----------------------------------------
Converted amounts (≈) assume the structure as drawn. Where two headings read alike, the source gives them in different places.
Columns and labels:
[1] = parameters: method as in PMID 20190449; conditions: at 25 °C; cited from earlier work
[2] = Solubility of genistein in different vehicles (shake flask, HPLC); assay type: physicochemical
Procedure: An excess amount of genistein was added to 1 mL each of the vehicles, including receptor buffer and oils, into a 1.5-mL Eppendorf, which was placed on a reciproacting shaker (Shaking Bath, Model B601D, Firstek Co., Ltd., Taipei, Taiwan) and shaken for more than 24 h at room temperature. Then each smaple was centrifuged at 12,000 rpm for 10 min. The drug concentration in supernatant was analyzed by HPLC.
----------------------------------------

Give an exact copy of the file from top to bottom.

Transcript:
Converted amounts (≈) assume the structure as drawn. Where two headings read alike, the source gives them in different places.
Columns and labels:
[1] = parameters: method as in PMID 20190449; conditions: at 25 °C; cited from earlier work
[2] = Solubility of genistein in different vehicles (shake flask, HPLC); assay type: physicochemical
Procedure: An excess amount of genistein was added to 1 mL each of the vehicles, including receptor buffer and oils, into a 1.5-mL Eppendorf, which was placed on a reciproacting shaker (Shaking Bath, Model B601D, Firstek Co., Ltd., Taipei, Taiwan) and shaken for more than 24 h at room temperature. Then each smaple was centrifuged at 12,000 rpm for 10 min. The drug concentration in supernatant was analyzed by HPLC.